Unsurprisingly, some of the most lucrative mining players in these booming industries are not local firms but Western companies operating out of countries like Canada, Australia, and the UK. Indeed, London-listed mining stocks of all sizes operate out of both countries.
To name but a few examples, Avesoro Resources, Acacia Mining, Panthera Resources, Goldplat, and Oriole Resources all have an element of exposure to Burkina Faso across their portfolios. Meanwhile, firms like Hummingbird Resources, Altus Strategies, Kodal Minerals, Capital Drilling, Cora Gold, Two Shields Investments, and, once again, Panthera Resources and Acacia Mining hold interests in Mali.
As a general rule, the threat of violence and geopolitical instability makes it much more difficult to operate from an impacted country. Indeed, fewer mining professionals are going to be willing to spend time on the ground, and the likelihood of developing a project without disruption and establishing strong local relationships will decline. These are all pivotal to running a successful mining operation.
With that in mind, it seems likely that all of the businesses mentioned will be impacted in some way if the geopolitical situation in Mali and Burkina Faso continues to deteriorate.
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We have highlighted just one situation here, but violence and geopolitical issues are prevalent in jurisdictions all around the world. Many of these areas also happen also host enormous, largely untapped resources that Western miners are likely keen to exploit.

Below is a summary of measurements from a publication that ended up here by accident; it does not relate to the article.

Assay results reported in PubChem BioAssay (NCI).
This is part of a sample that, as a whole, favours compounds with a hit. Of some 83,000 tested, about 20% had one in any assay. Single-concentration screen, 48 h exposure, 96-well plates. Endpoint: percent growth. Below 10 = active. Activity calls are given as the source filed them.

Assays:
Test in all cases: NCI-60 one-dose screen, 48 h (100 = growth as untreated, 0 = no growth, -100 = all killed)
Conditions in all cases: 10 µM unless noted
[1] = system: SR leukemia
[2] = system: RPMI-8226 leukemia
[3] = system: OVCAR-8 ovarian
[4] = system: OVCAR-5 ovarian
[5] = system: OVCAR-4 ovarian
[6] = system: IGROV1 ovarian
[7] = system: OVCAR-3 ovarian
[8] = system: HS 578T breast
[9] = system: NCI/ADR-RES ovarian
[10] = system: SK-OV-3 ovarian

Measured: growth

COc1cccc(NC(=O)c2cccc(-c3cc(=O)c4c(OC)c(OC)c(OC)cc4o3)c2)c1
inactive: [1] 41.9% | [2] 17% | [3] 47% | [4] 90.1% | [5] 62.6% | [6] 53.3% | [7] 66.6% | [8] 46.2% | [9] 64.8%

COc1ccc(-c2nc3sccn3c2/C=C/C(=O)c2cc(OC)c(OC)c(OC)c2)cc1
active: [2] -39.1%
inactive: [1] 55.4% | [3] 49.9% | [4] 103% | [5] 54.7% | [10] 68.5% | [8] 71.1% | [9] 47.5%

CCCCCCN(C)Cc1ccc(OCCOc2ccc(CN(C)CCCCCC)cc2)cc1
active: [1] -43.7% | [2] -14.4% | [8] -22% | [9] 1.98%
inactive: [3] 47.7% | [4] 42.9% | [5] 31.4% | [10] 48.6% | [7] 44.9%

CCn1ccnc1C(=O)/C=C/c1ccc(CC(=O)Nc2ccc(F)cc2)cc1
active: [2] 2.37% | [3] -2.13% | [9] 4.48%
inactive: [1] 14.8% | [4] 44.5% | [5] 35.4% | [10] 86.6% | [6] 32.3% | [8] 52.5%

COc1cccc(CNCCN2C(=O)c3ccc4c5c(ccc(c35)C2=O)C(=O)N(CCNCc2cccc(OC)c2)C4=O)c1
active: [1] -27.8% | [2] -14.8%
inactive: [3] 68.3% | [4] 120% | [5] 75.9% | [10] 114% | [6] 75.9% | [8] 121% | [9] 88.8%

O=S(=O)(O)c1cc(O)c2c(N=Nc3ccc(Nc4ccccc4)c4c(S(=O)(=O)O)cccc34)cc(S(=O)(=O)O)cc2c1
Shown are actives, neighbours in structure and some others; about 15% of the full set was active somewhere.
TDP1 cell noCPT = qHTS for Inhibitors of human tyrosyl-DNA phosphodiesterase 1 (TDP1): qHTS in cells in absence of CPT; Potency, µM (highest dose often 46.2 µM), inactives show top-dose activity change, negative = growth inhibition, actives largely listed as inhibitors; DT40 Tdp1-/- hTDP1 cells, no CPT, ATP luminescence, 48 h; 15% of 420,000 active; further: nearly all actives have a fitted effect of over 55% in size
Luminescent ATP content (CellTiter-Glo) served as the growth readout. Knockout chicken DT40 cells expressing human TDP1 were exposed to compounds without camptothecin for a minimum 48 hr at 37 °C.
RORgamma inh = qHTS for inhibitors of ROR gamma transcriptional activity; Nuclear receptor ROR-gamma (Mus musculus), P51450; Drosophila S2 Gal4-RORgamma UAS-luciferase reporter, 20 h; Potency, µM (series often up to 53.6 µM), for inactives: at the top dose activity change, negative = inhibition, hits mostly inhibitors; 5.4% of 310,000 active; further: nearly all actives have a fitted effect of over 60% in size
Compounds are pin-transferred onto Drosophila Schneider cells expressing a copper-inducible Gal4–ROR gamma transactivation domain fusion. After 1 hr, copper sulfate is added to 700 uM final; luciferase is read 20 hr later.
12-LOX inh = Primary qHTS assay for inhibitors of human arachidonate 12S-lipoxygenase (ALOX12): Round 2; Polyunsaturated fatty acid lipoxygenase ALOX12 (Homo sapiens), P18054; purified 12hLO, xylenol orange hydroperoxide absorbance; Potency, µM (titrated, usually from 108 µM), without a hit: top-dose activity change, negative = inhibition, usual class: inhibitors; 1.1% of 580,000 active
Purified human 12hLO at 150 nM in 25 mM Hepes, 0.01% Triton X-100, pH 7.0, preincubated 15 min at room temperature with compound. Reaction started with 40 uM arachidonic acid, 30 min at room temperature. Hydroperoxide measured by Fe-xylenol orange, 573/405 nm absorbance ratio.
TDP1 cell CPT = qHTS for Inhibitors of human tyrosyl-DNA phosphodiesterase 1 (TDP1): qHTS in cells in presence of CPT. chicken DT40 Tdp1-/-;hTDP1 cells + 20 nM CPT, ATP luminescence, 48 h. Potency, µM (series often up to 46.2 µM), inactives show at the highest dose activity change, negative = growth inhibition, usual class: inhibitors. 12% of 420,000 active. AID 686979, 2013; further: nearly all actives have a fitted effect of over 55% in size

It is also worth noting that the degree to which each named firm could be impacted in Burkina Faso and Mali will also be influenced heavily by the size of their exposure and the contingencies they have in place. Both of these issues are very much worth looking into.
Regardless, the dynamic provides a vital reminder of how important it is for retail investors to be well informed of the domestic issues impacting their investee company’s assets. Large institutional investors are likely to have the financial resources and technical expertise to ensure they can thoroughly research and visit a business’s projects in person, helping to paint a full picture of jurisdictional health. This gives them a chance to head for the door as soon as possible when it looks like they are beginning to become too risky.
Retail investors, however, are unlikely to be afforded this privilege. What’s more, at the risk of sounding overly cynical, it is improbable that a business is going to be the first party to throw their hands up and inform investors when local matters look like they are starting to get messy.
Remember, one can invest in the most fantastic project in the world, but this means very little if it cannot be developed. Geopolitical factors are as much of a risk here as operational and geological issues.
In an era where Brexit rules the UK news agenda, many Brits are likely finding that it has become easier-than-ever to limit their global news focus. However, there is definitely an argument to be made that keeping up to date with the local issues affecting your investment’s assets is just as important as keeping your eye on financial results and newsflow.
We note a number of companies that could be affected by the recent instability:
Avesoro Resources, Acacia Mining, Panthera Resources, GoldPlat, Oriole Resources, Hummingbird Resources, Atlus Strategies, KodalMinerals, Capital Drilling, Cora Gold, Two Shields Investments.
The author does not hold shares but was remunerated for the article